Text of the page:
You Are At: AllSands Home > Health > Diseases > Hepatitis b information
Hepatitis B vaccination is recommended as a routine childhood vaccination by the Advisory Committee on Immunization Practices of the U.S. Public Health Service and the Committee of Infectious Diseases of the American Academy of Pediatrics.

What is Hepatitis B?

Hepatitis B is a serious disease of the liver and is caused by HBV. HBV infects and damages the liver. The disease can lead to severe illness, lifelong HBV infection, cirrhosis of the liver, liver failure, liver cancer, and even death. Hepatitis B is the most common cause of liver cancer worldwide. HBV is found in the blood and body fluids of people who have hepatitis B. You can get hepatitis B by direct contact with the blood or body fluids of an infected person. Contact with even small amounts of infected blood can cause infection. A baby can get HBV from an infected mother during birth. You are at risk for HBV if you:

Share needles for injecting drugs
Have sex with an infected person
Live in the same household with someone who has lifelong HBV infection
Have a job that exposes you to human blood

What happens to babies who become hepatitis B carriers?

Of babies who get HBV from their infected mothers at birth, as many as 90% may become carriers and have lifelong HBV infection. At first, babies may not look or feel sick, but as they grow up, they may have serious damage. Approximately one of four who become HBV carriers dies of disease, cirrhosis, or liver cancer.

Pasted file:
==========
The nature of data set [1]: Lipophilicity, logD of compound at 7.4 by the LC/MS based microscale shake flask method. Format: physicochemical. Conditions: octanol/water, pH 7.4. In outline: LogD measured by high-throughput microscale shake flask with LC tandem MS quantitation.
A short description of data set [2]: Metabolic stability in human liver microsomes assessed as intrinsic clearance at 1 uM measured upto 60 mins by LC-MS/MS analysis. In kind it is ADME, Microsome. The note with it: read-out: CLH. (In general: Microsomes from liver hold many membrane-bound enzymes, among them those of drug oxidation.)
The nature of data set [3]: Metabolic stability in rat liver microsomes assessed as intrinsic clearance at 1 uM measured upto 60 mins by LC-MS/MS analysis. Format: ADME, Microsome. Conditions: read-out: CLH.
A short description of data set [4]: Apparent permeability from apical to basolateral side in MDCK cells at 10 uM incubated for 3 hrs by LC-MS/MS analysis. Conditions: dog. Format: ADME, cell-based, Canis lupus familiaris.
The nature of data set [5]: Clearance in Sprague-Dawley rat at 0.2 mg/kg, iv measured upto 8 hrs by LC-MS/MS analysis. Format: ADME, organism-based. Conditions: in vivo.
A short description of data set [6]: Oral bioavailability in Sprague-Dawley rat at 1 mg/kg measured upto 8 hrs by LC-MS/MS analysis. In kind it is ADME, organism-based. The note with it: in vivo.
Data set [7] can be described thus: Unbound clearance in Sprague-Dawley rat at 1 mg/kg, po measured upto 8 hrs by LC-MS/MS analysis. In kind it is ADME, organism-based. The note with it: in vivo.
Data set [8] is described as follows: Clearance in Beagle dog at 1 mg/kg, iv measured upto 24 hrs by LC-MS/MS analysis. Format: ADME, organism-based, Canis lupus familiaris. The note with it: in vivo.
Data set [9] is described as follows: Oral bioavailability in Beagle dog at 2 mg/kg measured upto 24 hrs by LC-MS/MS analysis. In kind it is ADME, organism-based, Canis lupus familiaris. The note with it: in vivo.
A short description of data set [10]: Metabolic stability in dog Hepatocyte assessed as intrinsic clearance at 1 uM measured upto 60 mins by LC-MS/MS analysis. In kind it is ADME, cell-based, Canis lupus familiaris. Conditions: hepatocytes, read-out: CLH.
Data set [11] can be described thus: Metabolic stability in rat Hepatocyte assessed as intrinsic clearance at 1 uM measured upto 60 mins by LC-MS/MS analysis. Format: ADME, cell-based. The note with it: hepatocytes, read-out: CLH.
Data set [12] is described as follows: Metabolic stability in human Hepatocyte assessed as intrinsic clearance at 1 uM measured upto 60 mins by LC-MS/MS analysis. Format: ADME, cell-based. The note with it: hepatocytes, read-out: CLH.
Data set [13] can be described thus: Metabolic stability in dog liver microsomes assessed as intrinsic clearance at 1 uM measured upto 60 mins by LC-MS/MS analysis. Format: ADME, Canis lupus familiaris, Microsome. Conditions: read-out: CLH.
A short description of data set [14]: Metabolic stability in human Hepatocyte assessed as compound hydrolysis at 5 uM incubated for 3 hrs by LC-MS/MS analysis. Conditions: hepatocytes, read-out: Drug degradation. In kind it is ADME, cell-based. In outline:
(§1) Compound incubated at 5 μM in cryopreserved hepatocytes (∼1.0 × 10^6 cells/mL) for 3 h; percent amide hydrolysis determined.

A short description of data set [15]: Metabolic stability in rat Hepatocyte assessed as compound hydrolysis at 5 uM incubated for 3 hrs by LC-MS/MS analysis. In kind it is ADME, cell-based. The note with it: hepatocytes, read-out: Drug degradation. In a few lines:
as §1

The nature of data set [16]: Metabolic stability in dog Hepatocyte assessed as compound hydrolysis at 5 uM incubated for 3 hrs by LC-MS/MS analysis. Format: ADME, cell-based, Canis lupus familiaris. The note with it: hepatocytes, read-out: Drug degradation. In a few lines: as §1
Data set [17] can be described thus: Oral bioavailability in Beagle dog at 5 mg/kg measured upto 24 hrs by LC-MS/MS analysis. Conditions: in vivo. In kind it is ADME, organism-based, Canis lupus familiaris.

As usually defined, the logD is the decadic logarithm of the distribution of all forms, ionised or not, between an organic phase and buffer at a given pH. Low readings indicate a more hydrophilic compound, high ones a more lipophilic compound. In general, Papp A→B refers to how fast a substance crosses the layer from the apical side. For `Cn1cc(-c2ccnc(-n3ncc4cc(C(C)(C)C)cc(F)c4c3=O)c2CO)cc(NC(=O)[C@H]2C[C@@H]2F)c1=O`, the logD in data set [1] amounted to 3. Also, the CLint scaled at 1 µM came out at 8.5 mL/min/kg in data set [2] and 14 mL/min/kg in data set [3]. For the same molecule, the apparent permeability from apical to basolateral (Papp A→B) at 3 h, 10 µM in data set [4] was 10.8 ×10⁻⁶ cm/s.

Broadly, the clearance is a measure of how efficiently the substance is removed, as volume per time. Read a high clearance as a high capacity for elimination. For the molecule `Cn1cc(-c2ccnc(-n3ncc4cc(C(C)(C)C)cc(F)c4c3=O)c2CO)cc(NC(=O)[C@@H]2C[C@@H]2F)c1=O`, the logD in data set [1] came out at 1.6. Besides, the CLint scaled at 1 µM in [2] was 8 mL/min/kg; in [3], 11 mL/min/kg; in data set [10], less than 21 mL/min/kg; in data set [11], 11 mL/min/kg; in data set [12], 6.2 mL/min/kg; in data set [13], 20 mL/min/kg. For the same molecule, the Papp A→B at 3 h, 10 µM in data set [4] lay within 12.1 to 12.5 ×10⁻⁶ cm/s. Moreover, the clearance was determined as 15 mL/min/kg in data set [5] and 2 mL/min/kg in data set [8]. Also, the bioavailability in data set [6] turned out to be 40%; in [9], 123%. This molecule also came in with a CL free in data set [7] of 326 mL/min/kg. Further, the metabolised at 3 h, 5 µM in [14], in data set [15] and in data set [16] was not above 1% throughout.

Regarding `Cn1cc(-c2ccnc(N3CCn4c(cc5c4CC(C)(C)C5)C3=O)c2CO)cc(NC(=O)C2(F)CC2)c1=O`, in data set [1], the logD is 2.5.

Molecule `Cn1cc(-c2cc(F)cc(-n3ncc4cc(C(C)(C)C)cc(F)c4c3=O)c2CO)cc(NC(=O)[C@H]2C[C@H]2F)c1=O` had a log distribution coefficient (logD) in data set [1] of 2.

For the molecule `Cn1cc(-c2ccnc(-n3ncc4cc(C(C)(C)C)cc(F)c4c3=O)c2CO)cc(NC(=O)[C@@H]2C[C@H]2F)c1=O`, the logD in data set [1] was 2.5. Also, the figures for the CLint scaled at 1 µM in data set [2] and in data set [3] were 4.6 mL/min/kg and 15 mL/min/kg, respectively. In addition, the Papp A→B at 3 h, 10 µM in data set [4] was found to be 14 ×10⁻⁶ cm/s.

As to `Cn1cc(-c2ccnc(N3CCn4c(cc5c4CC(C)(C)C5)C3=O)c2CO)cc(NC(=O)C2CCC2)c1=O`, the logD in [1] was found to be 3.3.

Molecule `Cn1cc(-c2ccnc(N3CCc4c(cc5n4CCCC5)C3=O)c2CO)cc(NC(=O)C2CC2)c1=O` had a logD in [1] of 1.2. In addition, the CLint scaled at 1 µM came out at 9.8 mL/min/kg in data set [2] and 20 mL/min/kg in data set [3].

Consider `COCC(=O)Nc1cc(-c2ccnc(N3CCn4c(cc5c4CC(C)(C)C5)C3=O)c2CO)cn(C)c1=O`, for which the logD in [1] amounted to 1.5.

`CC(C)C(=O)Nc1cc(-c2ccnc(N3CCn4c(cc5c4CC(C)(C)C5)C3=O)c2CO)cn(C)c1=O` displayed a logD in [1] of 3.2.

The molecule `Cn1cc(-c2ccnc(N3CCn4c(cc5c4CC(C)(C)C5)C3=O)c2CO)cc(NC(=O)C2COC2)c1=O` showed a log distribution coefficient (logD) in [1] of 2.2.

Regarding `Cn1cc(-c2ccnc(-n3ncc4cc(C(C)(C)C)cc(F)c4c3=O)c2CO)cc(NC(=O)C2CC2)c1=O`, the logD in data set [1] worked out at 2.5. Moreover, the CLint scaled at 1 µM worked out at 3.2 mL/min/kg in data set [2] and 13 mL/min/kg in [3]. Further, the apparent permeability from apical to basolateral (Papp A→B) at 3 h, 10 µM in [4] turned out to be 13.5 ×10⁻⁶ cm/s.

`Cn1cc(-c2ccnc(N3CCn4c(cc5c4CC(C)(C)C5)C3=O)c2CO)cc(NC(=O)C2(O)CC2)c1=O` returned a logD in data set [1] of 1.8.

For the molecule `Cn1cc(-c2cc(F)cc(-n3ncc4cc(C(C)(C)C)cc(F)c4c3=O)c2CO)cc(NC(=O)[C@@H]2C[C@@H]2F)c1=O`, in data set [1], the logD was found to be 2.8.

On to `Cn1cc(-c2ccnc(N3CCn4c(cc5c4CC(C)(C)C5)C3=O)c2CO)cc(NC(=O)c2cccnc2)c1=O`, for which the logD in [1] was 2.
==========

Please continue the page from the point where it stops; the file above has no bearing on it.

Why does my baby need a shot now?

Hepatitis B vaccination is an investment in your baby's future. All babies should receive hepatitis B vaccine to be protected from HBV, a virus that they can come in contact with at any time in life. Hepatitis vaccination is recommended for all infants because of the high risk that children younger than 5 years of age, if infected, will become HBV carriers. This vaccination also protects your children from HBV if they are exposed to infection as teenagers or adults. Although HBV infection has no cure, it can be prevented with hepatitis B vaccine.

Health experts believe that vaccinating only adults who are at risk for infection cannot prevent HBV infection. Babies who are vaccinated against HBV are no longer at risk of becoming infected. They are protected from the serious problems caused by HBV and liver cancer, liver damage, and the danger of infecting other people. As more and more people become immune to HBV infection through hepatitis B vaccination, the number of new infections will decrease.

Hepatitis B vaccine is given in a series of three shots. If a mother does not have HBV in her blood, her baby may get the first shot of hepatitis B vaccine before leaving the hospital. Or the baby may get the first shot at the doctor's office or clinic.

The next shots will be given with the other baby shots. If a mother has HBV in her blood when they baby is born, her baby will need the first of hepatitis B vaccine within 12 hours after birth. Hepatitis B immune globulin, called HBIG, is also given. The baby will get the next two shots of hepatitis B vaccine as recommended by the doctor or clinic.

Here are some staggering and realistic facts that should urge you to get your baby vaccinated with the Hepatitis B vaccine:

More than 240,000 people become infected with HBV each year in the United States
More than one million people carry HBV in their blood
Approximately 5,000 people die of HBV-related cirrhosis of the liver
Approximately 1,500 people die of HBV-related liver cancer.